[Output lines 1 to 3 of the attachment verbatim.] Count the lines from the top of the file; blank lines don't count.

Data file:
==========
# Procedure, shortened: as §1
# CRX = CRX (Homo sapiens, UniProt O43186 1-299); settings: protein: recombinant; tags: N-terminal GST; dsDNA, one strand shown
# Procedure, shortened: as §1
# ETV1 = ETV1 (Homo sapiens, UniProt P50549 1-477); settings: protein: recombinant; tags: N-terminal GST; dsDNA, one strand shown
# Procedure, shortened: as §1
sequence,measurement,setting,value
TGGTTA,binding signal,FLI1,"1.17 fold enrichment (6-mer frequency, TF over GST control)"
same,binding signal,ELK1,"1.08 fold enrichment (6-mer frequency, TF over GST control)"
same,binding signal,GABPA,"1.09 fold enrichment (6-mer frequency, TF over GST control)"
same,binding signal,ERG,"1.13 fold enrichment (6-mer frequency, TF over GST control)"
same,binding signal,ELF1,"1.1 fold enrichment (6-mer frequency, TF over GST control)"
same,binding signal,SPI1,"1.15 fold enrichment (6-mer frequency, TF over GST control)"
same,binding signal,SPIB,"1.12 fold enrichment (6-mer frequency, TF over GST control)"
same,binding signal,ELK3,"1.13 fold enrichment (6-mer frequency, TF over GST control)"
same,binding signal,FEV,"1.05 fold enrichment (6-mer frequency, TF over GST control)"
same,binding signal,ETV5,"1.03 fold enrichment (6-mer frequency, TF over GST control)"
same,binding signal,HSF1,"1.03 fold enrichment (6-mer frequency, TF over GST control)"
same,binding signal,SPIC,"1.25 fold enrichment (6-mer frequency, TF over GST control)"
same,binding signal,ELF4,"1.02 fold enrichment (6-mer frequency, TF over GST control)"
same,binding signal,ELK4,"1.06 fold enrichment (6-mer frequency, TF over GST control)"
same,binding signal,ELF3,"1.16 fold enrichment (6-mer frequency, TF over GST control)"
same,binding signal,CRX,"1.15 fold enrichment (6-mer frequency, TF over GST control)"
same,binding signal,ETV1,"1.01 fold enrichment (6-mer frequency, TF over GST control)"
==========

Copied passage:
# Procedure, shortened: as §1
# CRX = CRX (Homo sapiens, UniProt O43186 1-299); settings: protein: recombinant; tags: N-terminal GST; dsDNA, one strand shown
# Procedure, shortened: as §1